The embryo transfer procedure can be scheduled either on day three or day five of embryo development. The two most viable embryos are selected. Where necessary, laser assisted hatching is performed, to create a weak spot on the outer membrane of the embryo, to enhance implantation to the womb.

 

Illustration of laser assisted hatching.

A fertility specialist will transfer a maximum of two healthy and mature embryo(s) back into the uterus, with the goal of implantation in the uterine wall. This procedure usually does not involve any sedation. The physician will use ultrasound to guide a small catheter through the cervix and deposit the embryo(s) in the uterus. The embryo transfer procedure takes only a few minutes and recovery time is less than a day. It is advised that patients rest for at least 48 hours afterwards. The remaining viable embryos can be cryopreserved and used for subsequent transfer in the natural cycle. A pregnancy test is performed 14 days after the egg retrieval takes place, to evaluate whether implantation occurred successfully.

Explore more fertility treatments

Artificial Insemination (AI/IUI)

Artificial insemination brings healthier sperm closer to the egg by placing washed sperm directly inside the uterus.

Egg & Sperm Freezing

Egg and sperm freezing (cryopreservation) is the process of freezing for future use.

Embryo Freezing

Embryo freezing is when excess embryos are frozen and then stored at the laboratory for a later transfer during the natural cycle.

Every journey begins with a first step

Take the first step towards your future. Speak to a specialist or schedule a consultation today.

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Your IVF Fertility Journey

Scheduling a fertility consultation with one of our fertility expert gynaecologists:

  • Dr Richard Joubert 013 7457605
  • Dr Pieter Steyn 013 7552106
  • Dr Wilhelm Combrink 013 7457988
  • Dr Jean Nel 013 7458054

*Your fertility journey timescale might differ from the one described here.

  • 1

    The fertility specialist will do all necessary tests and evaluations on you as a couple in order to make a fertility treatment diagnosis.

  • 2

    To start the treatment program you will call the fertility specialists rooms on the first day of your next menstruation

  • 3

    You will see the fertility specialist on day 2 or day3 of your cycle for a sonar examination to determine the state of the ovaries and uterus before you start taking the medication. The specialist will explain how the stimmulation drugs are used henceforth on your own or with the help of your partner.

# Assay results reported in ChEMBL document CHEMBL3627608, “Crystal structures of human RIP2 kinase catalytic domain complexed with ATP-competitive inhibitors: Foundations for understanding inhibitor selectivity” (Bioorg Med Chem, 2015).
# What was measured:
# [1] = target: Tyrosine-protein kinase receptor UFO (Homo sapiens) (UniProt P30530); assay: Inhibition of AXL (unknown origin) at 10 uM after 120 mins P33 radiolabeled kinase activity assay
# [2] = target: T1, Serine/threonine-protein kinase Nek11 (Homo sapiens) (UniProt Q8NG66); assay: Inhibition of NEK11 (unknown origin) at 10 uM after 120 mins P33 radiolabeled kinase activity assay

• 4

    Your next appointment will be on day 8 or 9 of your cycle. Doctor will again do a sonar to see how your ovaries have responded to the stimmulation and he will start monitoring them in terms of count as well as diameter. You will also be send for bloodtests to correlate the hormonal value increase with the number of developing follicles on the ovaries.

  • 5

    Once the biggest follicle measures more than 20mm in diameter doctor will determine the day of aspirating the mature eggs and a trigger drug will be administered to mature the eggs.

  • 6

    In the mean time you will be referred to Surgiclinic Fertility to open your file and hospital admission. Your eggs will be harvested 36 hours after taking the trigger drug. This is usually scheduled for 9pm at night so we can do the harvest around 8am 36hours later. You need to be fasting from the previous night and report to Surgiclinic Private Hospital at 7am sharp to be ready for the aspiration procedure scheduled for 8am

  • 7

    The aneasthetist will give you consious sedation in order to not feel any pain or discomfort while the oocytes are harvested. This process is ecxatly the same as when doctor monitored your follicles in the rooms with the only difference that the aspiration needle is now attached to the sonar probe.

  • 8

    In the mean time your partner needs to be available on the day of aspiration to give a very much needed sperm sample. He is usually expected to have 3 to 5 days of sexual abstinance in order to give a good sample by means of masterbation. There is a special private faccility close to the IVF lab where he will find all that is needed to do his very important part in this procedure.

  • 9

    Once all the follicles are aspirated doctor will put a small armband around your wrist with the exact number of eggs retrieved written on it. You will be served some tea and toast once you wake up.

  • 10

    You should be ready to go home at around 10am. Try to rest at home and not to plan any other activities as you might not feel ready for that. There might be some lower abdominal discomfort as well as bleeding.

  • 11

    The embryologist will continue the preparation of both eggs and sperm sample to be able to do the fertilisation on the very same day the aspiration has taken place

  • 12

    Each morning the embryologist will evaluate the development of the eggs starting with fertilisation to embryo development. You will each day receive a Whatsapp picture to explain what they look like at that time.

  • 13

    The fertility specialist will decide when the embryo transfer will be, either day 3 or day 5 of development.

  • 14

    You and your partner will be expected to report to Surgiclinic Fertility an hour prior to embryo transfer.

  • 15

    Your partner will sit next to you while the embryos are transferred by sonar guidance. Doctor will give you a note then to do the pregnancy test, usually 14 days after the oocyte harvest took place. This is a bloodtest and all values above 25 are considered positive and repeated within 48hours to ensure an ongoing value

  • 16

    When your test is positive Doctors rooms will give you an appointment for the first scans at 7weeks pregnancy. Celebrate and rest a lot.